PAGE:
The only cases not involving supplementary statutes seem to be those dealing with the Federal Constitution. They hold delay no violation except after demand for trial. Phillips v. United States, 120 C.C.A. 149 (201 Fed. 259); Frankel v. Woodrough (C.C.A.), 7 Fed. (2d) 796; Worthington v. United States (C. C. A.), 1 Fed. (2d) 154.
There are many constitutional rights which may be waived as well by failure to demand them as by affirmative action. In the absence of statute, the time limit of a speedy trial may depend upon a multitude of circumstances. One of the circumstances is that an accused is on bail or in jail. Where defendants are on bail and do not appear in court demanding trial, they have little reason to complain of delay. Meadowcroft v. People, 163 Ill. 56 ( 45 N.E. 991, 35 L.R.A. 176, 54 Am. St. Rep. 447). They are not under the oppression of the government which the provision was designed to prevent. In the absence of statute declaring a different policy, reason supports the conclusion that an accused on bail waives his constitutional right to a speedy trial by not demanding it. It is in accord with general experience that, although no formal consent be given, the delay is agreeable to both the State and the accused.
Defendants cite 3 Comp. Laws 1929, §§ 17294, 17295, introduced by the code of criminal procedure of 1927, over three years before the motion to dismiss. Section 17294 reads:
"The people of this State and persons charged with crime are entitled to and shall have a speedy trial and determination of all prosecutions and it is hereby made the duty of all public officers having duties to perform in any criminal case, to bring such case to a final determination without delay except as may be necessary to secure to the accused a fair and impartial trial."
Section 17295 provides that the trial of criminal cases shall have precedence over all other cases, and that no continuance nor delay shall be granted by the court except for good cause shown in the manner provided for continuance of civil actions; that the cause shall not be continued by consent of people and accused unless the court, in its discretion, shall so determine upon a showing, to be entered upon its records, that the consent was founded upon necessity and the trial could not be then had without a manifest injustice being done. No penalty is provided for violation of this section.
Defendants argue that these sections set up a legislative policy of imposing upon the officers of the State the affirmative duty of speedy action to bring the accused to trial, and, because his consent to delay is of no force, failure to demand trial cannot be held a waiver of the constitutional right.
The provisions were designed to eliminate delays in criminal cases and to impose upon the officers, especially the courts, the affirmative duty to speed them. If they stood alone, they would have force upon the question before us. But it is to be noted that they are general declarations of legislative policy for which no specific penalty has been provided. They do not override another section of the code. Section 17252 provides:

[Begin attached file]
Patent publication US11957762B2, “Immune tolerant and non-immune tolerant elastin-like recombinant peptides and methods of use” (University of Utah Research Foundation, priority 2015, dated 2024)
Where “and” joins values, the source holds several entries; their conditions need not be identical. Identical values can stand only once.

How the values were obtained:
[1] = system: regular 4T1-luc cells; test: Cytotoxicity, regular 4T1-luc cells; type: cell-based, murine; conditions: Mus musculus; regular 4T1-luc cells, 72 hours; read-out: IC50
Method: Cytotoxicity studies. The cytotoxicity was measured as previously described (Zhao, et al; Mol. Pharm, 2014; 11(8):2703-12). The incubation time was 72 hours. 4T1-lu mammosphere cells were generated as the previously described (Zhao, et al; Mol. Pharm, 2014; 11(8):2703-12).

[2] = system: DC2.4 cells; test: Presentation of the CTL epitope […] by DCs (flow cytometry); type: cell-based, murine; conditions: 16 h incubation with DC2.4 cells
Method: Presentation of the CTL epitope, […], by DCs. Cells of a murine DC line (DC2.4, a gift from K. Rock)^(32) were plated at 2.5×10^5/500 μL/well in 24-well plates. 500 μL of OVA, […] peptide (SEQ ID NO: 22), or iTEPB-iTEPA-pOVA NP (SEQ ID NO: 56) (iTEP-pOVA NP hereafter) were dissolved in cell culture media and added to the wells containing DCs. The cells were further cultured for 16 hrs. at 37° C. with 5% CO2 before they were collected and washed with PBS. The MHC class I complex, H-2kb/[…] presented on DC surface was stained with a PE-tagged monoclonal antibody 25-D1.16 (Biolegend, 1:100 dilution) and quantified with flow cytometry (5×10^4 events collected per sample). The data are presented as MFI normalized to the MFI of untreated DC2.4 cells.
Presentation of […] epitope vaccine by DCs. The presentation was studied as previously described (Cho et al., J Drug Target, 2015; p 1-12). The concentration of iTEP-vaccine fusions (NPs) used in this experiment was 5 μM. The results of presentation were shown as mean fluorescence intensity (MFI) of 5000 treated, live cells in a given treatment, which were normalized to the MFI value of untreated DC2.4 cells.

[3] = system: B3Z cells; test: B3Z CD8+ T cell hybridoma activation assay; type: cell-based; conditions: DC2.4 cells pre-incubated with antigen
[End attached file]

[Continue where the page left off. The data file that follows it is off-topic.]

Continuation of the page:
"Every person held in prison upon an indictment shall, if he require it, be tried at the next term of court after the expiration of six months from the time when he was imprisoned, or shall be bailed upon his own recognizance, unless it shall appear to the satisfaction of the court that the witnesses on behalf of the people have been enticed or kept away, or are detained and prevented from attending court by sickness, or some inevitable accident."
This statute is specific as to procedure. While it does not attempt to fully demark or define the constitutional right to speedy trial, it was enacted in pursuance of it and indicates the legislative policy that demand is necessary to claim the right. When such demand is required of an accused in prison, there is no justification for holding that it is not required of an accused on bail. Although it does not completely cover the case before us, we think the statute has more specific application than the other sections relied upon as indicating the legislative policy upon the procedure to secure a speedy trial, and that demand for trial is necessary to set in operation the constitutional guaranty.
Denial of the motion to dismiss is affirmed.
January 2, 1923, an order was entered granting separate trials to defendants, under 3 Comp. Laws 1915, § 15829:
"When two or more defendants shall be jointly indicted for any felony, any one defendant requiring it shall be tried separately; and in other cases, defendants jointly indicted, shall be tried separately or jointly, in the discretion of the court."
In 1927 the statute was repealed, and the following substituted, 3 Comp. Laws 1929, § 17298:
"When two or more defendants shall be jointly indicted for any criminal offense, they shall be tried separately or jointly, in the discretion of the court."
March 26, 1931, on motion of the State, the court set aside the order granting separate trials.
It is the general rule of construction that the statute shall be deemed to have only prospective effect unless a contrary intention is clear. The rule applies to steps already taken in pending litigation ( Bedier v. Fuller, 116 Mich. 126), and to general rights under a suit ( Davis v. Railroad Co., 147 Mich. 479) . The right to separate trial, given by the former statute, was valuable to an accused. People v. Dimitru, 224 Mich. 670. But it was a statutory procedural right which the legislature could abrogate. When the code was adopted, cases were pending in all counties. It is giving the statute prospective effect to hold that the code applied to proceedings thereafter to be had in pending cases. The trial was in the future. The statute at bar concerns the trial. We think it applicable, and the order is affirmed.
McDONALD, C.J., and CLARK, SHARPE, NORTH, WIEST, and BUTZEL, JJ., concurred. POTTER, J., did not sit.